- Enamel on aluminum
- 274,3 x 182,9 cm
The American artist Christopher Wool has lived and worked in New York since the early 1970s. His challenge has been to find a way forward in painting in the wake of abstract expressionism, pop art, and the Pictures Generation. His art is typified by imitation or simulation of other techniques. The canvas is replaced by aluminium sheets, and the brush by paint rollers, sponges, rags, stencils, spray, silkscreen, and Photoshop. Whether he takes concrete poetry, street art, or abstract modernist painting as his reference, Wool empties the painting for gestural content and fills it with popular culture, while remaining faithful to his painterly premise.
Wool often takes fragments of sentences from their original contexts and makes of them large text paintings in black and white. By rearranging, repeating, or omitting words, letters, and sentences Wool liberates the words: instead of carrying meaning they have a new life as part of a visual work. His sources are often from popular culture, including song lyrics (WHYMUSTICHASETHECAT – from George Clinton's funk song Atomic Dog) or film quotations (SELLTHEHOUSESELLTHECARSELLTHEKIDS – from Francis Ford Coppola's Apocalypse Now). According to the artist the inspiration for his first text painting, SEX LUV (1987), came while walking in New York and seeing the words sprayed onto a brand new, white van. The letters of his paintings also seem to have been sprayed on using stencils, in the same way much street art is made. However, Wool is simulating the effect of running spray paint while actually applying enamel paint to his aluminium sheets with a paint roller. Parallel with his word paintings Wool has also created paintings referencing interior design, imitating decorative wallpaper patterns with stencils.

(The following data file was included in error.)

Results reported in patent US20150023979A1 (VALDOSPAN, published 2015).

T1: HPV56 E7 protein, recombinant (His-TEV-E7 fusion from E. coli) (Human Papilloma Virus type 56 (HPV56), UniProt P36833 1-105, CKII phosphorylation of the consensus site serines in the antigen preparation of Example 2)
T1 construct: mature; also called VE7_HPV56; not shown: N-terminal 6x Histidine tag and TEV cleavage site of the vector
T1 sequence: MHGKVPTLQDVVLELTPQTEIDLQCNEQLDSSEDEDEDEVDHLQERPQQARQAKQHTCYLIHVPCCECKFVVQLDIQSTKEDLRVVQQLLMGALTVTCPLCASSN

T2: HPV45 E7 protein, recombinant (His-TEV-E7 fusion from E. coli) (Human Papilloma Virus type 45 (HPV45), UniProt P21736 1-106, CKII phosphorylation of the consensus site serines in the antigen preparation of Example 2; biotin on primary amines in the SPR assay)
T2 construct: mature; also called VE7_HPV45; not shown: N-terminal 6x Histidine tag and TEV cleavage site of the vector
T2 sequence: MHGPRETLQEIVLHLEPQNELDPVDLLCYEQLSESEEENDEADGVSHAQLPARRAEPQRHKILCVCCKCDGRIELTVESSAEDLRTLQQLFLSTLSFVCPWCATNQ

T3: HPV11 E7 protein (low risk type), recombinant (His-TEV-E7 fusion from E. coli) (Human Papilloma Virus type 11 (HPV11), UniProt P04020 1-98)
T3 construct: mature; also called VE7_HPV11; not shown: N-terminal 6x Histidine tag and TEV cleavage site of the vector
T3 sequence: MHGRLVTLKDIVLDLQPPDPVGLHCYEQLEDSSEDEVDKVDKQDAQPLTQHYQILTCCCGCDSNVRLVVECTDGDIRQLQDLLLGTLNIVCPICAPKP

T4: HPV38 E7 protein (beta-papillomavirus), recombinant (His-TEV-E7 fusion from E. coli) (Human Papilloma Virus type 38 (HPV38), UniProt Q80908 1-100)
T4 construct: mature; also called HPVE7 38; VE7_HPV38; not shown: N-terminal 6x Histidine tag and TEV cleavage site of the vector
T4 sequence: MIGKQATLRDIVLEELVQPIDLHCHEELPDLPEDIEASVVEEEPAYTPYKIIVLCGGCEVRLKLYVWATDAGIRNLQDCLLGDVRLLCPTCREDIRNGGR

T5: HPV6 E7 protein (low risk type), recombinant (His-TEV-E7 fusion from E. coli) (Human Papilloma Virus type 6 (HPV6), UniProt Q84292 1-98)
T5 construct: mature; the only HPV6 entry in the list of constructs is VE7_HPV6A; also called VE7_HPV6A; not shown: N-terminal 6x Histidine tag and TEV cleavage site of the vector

Around 2000 Wool's working method changed direction. He began to recycle his own production by including magnified details of earlier drawings and paintings in new works. Spots, drips, and paint splashes would be photographed, enlarged, printed, painted over, rubbed out, copied, and transferred to silkscreen by Photoshop. In this way new surfaces are formed from layers of painted and photographed sediment. Out of the ghostly remains of gestures and scribbles abstract patterns emerge, where the dividing lines between foreground/background and original/copy are pretty much impossible to determine. Most importantly the actual process of making and erasing picture elements becomes visible. Some of these works can resemble random urban splatter, like oil on a road, or over-painted graffiti. Wool has also published a photography book highlighting inner city decay: East Broadway Breakdown (2003).
It has been said about Wool's works that they can be defined as much by what they are not and what they hold back as what they are. Wool plays with the conventions of painting without adopting them and, by a process of elimination, arrives at the elements he considers essential: "You take color out, you take gesture out – and then later you can put them in".
(Photo: Aubrey Mayer)